For a small organisation, it has always had a strong interest in gathering evidence of its impact. After producing two sets of Social Accounts, it carried out a Social Return on Investment study in 2010, which remains the best source of evidence on the impact of its core activities. The study made extensive use of the project’s volunteers for survey work. The stakeholders who were consulted, both on the project’s impact and on how this might be valued, were older people, volunteers, Aberdeenshire Council, NHS Grampian, and a range of funders. The analysis was restricted to the shopping service, exercise classes, computer classes, and lunch clubs – the services which are most well used.

The headline ratios of the social value provided by each activity to the investment made in it (which includes volunteer time and other in kind contributions) were:

·         Shopping service         x 13.97

·         ICT groups                   x  3.93

·         Exercise groups           x  7.25

·         Lunch clubs                 x 4.30

Case study

T. is in her 80s, living in a very rural location and with limited mobility. A relative used to take her out shopping.  But he died, and taxis were very expensive. She has used the shopping service for 4 years, and it has been ‘indispensable’ in allowing her to get to the shops once a week. Without it, she says, she would not have been able to stay in the home she has been in for years. By allowing her to have a good and varied diet, the service has also meant that she has been able to reduce her medication.

The shopping service has also been a crucial link with the outside world. Since she is not able to get out at any other time, the service has become a day out for her, a chance to catch up with people in the community. Most importantly it has provided an ongoing relationship with the volunteer.


Overall conclusions included:


  • The ability of older people to stay living independently at home is significantly increased by having help with shopping and by regular exercise at an exercise group.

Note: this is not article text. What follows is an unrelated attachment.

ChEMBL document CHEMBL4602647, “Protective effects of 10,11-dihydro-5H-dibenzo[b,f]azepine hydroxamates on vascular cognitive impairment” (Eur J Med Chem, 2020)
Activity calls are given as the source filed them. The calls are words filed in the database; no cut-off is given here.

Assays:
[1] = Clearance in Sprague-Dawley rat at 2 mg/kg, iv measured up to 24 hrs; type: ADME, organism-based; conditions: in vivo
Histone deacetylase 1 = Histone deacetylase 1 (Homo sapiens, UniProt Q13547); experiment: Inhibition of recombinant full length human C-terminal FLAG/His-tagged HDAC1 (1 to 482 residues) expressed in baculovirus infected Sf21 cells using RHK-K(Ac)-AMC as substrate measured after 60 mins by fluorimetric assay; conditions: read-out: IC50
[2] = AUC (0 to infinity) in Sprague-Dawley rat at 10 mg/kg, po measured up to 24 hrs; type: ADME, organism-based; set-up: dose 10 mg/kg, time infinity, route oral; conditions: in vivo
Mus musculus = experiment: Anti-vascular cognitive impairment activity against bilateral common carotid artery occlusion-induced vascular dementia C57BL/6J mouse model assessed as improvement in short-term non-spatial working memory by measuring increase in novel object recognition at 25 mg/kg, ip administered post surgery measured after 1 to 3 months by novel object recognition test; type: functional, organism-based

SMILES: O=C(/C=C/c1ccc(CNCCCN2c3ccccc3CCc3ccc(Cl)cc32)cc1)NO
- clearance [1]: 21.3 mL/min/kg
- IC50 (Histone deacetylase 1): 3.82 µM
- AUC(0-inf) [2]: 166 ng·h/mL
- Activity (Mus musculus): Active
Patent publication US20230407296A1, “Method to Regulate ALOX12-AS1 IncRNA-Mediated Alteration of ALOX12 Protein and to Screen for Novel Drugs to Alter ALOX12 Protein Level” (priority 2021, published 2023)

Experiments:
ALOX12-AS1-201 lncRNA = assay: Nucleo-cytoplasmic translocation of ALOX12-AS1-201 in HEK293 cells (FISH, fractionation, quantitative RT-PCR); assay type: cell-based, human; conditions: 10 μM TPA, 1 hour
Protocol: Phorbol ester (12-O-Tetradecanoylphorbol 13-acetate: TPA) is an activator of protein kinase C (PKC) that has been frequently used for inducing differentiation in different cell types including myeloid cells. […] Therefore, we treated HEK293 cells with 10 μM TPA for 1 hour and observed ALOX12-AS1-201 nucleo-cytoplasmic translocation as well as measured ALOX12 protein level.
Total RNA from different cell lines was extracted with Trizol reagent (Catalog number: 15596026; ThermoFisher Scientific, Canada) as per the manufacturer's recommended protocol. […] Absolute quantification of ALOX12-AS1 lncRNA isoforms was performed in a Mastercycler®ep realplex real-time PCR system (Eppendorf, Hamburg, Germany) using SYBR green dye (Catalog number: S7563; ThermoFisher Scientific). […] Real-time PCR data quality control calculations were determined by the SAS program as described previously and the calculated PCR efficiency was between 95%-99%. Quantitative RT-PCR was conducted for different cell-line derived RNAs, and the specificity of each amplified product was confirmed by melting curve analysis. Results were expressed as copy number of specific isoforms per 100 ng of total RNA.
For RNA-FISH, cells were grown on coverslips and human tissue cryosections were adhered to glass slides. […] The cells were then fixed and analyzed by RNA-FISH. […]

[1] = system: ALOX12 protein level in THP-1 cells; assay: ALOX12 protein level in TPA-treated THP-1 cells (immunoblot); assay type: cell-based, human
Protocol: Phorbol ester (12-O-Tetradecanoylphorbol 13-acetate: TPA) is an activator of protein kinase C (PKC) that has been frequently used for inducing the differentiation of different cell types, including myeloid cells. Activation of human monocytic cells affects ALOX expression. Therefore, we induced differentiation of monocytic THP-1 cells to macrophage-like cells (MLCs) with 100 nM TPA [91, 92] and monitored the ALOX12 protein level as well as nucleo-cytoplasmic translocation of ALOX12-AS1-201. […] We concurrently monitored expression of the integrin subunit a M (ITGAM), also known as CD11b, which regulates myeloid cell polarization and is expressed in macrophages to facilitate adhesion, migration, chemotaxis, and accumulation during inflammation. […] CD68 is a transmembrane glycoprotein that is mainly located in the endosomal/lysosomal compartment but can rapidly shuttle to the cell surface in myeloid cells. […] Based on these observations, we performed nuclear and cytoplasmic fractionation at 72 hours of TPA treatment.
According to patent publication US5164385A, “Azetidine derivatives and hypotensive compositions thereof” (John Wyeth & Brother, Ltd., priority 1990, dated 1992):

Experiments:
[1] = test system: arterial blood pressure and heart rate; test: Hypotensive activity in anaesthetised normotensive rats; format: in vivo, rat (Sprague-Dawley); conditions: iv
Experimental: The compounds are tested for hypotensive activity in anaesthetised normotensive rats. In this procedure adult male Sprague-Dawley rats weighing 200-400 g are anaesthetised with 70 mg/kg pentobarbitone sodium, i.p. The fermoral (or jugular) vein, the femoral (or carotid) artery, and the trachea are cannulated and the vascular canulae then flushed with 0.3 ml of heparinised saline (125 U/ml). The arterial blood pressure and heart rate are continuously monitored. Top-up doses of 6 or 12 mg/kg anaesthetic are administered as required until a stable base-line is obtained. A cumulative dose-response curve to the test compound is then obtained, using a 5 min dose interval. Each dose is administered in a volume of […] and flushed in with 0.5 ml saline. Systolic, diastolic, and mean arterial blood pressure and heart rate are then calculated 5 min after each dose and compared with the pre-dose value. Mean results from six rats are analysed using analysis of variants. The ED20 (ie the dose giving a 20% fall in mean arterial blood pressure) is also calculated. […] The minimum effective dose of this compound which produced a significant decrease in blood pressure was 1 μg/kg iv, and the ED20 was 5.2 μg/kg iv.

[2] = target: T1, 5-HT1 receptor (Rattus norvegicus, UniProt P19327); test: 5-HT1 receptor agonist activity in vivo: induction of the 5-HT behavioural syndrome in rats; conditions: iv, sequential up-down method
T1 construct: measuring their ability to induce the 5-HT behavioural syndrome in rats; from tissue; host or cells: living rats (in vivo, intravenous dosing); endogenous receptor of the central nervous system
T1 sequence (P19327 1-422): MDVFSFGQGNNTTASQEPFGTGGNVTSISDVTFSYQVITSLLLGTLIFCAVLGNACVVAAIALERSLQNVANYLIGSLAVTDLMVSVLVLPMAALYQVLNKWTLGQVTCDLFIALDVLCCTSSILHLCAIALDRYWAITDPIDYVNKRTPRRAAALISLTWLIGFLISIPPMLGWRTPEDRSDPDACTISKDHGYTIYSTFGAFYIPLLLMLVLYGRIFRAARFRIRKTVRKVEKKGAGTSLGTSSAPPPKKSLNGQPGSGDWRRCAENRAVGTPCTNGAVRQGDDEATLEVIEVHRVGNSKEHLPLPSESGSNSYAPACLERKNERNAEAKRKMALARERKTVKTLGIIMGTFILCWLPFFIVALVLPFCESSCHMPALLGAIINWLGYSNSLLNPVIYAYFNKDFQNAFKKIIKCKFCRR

• Opportunities for learning and exercise need to be specifically tailored for older people. Very few people going to MCHLN groups would have gone to another group.
  • Many older people are isolated. All the work of the MCHLN allows them to meet more people.
  • Volunteers think that they get much more back from volunteering in terms of community involvement, wellbeing and learning than they put in.
  • The work of the MCHLN can lead to considerable long run cost savings in social and health care for statutory providers.

The main focus of the evidence that was gathered was on personal change, rather than direct indicators of the potential costs that were avoided, such as reduced care or hospital admissions. But several of the impacts that were identified may have direct cost implications for services. We have extracted some of these in the following table.

Selected impacts identified in SROI that may have direct cost implications for services









Financial proxy


Shopping service

Aberdeenshire Council (Social Work)

£200 in kind contribution for staff support

Continuation and development of shopping service

More community support rather than Social Work support for older people

Older people presenting to Social Work later

Discussion with Social  Workers





Care costs

£19.50 per hour

NHS Grampian



Greater independence

Able to stay at home




Cost of residential care

£23,504 for residential home

Lunch Clubs

NHS Grampian

Staff support

Continuation and development of lunch clubs

Improved diet of older people

People reporting reduced GP visits




Cost of GP visit

£37 for home consultation

Exercise groups

Aberdeenshire Council

Continuation and development of exercise groups

Improved mobility of older people

Improved mobility

Older people can do more things




Cost of aids/ adaptations to house


[1] A film about MCHLN can be watched at http://www.youtube.com/watch?v=KpWy5fkTS8o